NBA Head Coaches on the Hot Seat

By Evan Caulfield on March 28, 2014


A head coaching gig can be one of the most insecure jobs in the NBA.

According to USA Today, over the past 20 years the average amount of changes in head coaches that occur from one year to the next is 6.5.

Throw in the fact that 12 coaches were let go last season including Coach of the Year George Karl and you truly start to realize that, unfortunately, most don’t have long fruitful careers like legends Gregg Popovich and Phil Jackson.

So with the season wrapping up and the postseason on the horizon, here’s a few coaches that could be let go during the summer due to their team’s shortcomings.


Larry Drew, Milwaukee Bucks

Owner Herb Kohl made it perfectly clear at the start of the season that he had no intent of tanking, truly believing the Bucks could make a postseason run with their current roster.

Unfortunately, things did not go as planned with the team dropping 16 of their first 20 games, eliminating themselves from the playoff hunt pretty early and entering into the draft lottery sweepstakes.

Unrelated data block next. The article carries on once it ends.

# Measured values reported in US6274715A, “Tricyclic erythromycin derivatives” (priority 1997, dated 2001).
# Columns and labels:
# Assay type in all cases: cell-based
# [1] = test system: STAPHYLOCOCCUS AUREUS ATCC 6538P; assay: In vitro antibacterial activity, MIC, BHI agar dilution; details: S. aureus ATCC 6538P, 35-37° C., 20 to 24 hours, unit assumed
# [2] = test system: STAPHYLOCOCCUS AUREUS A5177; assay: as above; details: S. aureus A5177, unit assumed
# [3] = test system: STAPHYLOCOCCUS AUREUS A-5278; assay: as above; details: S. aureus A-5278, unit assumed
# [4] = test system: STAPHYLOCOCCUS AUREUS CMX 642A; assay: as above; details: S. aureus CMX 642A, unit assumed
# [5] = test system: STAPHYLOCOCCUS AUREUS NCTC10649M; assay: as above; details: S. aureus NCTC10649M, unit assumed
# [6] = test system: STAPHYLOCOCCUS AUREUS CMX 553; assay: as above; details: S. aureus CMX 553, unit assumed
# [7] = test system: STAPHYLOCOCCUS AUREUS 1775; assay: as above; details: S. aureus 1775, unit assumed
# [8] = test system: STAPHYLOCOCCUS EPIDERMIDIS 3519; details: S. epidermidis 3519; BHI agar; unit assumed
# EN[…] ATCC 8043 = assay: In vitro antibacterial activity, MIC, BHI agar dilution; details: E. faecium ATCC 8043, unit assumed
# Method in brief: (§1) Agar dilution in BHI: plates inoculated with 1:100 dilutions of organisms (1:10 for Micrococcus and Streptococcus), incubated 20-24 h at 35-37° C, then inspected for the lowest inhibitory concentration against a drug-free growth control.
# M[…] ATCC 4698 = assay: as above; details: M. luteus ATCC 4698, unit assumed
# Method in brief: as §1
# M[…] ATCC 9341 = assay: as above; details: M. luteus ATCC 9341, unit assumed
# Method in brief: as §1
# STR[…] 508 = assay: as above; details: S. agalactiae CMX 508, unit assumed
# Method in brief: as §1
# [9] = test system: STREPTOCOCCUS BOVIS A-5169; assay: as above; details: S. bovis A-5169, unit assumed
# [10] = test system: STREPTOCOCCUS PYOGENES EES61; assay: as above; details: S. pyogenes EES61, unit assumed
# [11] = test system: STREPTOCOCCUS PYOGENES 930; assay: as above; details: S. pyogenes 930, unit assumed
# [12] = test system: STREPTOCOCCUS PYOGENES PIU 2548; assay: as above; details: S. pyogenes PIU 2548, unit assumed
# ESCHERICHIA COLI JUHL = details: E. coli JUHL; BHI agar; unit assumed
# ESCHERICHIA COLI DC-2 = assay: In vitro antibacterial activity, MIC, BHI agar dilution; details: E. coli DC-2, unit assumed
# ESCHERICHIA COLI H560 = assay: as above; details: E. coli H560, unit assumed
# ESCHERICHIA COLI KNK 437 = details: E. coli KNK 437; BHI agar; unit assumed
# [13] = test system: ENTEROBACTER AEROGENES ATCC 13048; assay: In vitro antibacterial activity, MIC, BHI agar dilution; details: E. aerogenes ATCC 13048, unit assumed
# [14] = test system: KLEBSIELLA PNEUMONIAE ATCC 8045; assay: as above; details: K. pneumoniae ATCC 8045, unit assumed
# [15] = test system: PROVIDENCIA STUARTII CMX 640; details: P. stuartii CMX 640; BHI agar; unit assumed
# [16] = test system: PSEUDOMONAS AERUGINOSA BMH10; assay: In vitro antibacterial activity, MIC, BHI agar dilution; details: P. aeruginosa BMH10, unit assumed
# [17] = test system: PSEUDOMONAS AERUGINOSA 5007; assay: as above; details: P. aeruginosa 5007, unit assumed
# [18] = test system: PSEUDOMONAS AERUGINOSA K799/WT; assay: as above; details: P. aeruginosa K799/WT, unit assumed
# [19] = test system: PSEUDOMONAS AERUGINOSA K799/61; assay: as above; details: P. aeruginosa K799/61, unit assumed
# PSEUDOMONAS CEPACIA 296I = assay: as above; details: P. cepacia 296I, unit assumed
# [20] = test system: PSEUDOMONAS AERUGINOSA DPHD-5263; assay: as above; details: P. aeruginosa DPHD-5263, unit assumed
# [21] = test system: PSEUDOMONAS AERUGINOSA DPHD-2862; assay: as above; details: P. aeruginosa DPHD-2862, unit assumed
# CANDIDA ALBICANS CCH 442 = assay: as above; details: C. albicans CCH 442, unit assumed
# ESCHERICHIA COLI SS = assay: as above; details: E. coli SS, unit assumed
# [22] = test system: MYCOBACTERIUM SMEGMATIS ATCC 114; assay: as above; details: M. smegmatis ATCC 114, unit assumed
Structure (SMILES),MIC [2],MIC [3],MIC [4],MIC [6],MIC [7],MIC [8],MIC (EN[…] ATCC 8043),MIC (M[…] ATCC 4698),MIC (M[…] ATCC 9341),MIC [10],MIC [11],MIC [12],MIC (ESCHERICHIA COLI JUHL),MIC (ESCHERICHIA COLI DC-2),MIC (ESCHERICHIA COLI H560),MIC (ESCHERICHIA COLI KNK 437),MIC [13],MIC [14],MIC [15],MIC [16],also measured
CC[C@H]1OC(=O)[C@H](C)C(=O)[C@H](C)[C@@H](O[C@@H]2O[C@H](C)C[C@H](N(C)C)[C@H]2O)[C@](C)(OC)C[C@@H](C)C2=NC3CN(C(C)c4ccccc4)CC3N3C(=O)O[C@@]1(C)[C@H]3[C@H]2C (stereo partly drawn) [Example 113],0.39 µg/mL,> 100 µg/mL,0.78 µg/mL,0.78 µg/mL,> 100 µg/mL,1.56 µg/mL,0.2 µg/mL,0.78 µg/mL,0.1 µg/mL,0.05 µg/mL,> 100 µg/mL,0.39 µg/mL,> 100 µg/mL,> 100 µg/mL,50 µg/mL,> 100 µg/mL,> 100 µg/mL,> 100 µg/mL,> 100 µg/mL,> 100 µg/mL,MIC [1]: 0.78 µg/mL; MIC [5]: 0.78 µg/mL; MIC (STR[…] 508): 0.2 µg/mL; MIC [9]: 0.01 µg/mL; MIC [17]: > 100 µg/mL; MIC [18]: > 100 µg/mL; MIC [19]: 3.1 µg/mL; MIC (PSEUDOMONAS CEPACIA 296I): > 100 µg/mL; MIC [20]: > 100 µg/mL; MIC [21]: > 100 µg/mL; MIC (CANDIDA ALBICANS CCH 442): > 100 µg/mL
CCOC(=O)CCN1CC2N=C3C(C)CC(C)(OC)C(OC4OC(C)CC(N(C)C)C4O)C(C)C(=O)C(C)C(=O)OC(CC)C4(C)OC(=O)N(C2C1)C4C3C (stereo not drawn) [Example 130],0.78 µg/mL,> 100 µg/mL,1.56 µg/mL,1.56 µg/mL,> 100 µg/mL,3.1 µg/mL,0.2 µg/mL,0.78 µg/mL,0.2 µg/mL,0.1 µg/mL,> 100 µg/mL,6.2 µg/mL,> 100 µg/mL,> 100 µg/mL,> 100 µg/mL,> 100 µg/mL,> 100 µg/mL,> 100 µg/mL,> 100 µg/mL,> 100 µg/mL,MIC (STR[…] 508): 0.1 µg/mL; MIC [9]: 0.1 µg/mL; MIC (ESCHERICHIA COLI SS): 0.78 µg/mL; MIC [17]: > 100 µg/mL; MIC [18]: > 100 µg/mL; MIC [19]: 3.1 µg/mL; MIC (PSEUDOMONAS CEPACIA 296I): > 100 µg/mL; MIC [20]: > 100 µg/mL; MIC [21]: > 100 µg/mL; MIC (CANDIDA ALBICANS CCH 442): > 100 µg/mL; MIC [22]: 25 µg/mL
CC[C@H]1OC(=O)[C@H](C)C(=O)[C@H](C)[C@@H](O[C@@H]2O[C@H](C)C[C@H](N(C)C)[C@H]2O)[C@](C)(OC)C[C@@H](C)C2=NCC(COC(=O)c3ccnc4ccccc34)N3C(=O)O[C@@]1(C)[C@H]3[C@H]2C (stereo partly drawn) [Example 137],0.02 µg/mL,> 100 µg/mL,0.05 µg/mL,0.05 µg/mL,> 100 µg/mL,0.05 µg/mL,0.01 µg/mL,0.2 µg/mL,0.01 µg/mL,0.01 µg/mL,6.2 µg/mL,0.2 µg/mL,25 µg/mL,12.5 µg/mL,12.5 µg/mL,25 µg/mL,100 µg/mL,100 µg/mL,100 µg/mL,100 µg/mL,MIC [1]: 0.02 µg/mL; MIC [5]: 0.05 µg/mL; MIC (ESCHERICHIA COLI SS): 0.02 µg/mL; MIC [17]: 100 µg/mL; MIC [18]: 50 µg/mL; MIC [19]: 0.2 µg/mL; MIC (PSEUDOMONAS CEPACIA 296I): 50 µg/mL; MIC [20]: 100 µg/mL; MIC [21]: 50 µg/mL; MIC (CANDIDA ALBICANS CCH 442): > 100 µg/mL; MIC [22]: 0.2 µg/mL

With the numerous injuries to the roster throughout the year, it’s not entirely Larry Drew’s fault for the team’s shortcomings.

However, in a league where expectations are sky high for coaches, it’s appearing he may end up being the scapegoat by the time the season concludes.


Mike D’Antoni, Los Angeles Lakers

If your team’s franchise player doesn’t want you back next year, you know you’re in trouble.

We saw it cost the job of Orlando coach Stan Van Gundy when he and Dwight Howard butted heads, and it’s beginning to look like Mike D’Antoni may share the same fate.

Stars Kobe Bryant and Pau Gasol have both openly suggested a coaching change for next season, so to think D’Antoni’s in a safe position is simply ludicrous.

Even Marshall University has prepped for his termination, offering a coaching job if things don’t work out after this year.


Mike Woodson, New York Knicks

Following a successful campaign last season, it appeared the Knicks were finally emerging as one of the elites in the Eastern Conference.

And then… chaos.

All year long New York has struggled severely to secure wins, unable to get over .500 once this season.

With Phil Jackson taking over management, Woodson’s job could be in major jeopardy if Jackson decides he wants a new coach that can implement his legendary triangle offense.

All that Woodson can do now is focus on securing a playoff spot and hopefully wow Jackson enough to let him stay in New York beyond this season.

 Follow Evan Caulfield on Twitter @fieldhoops


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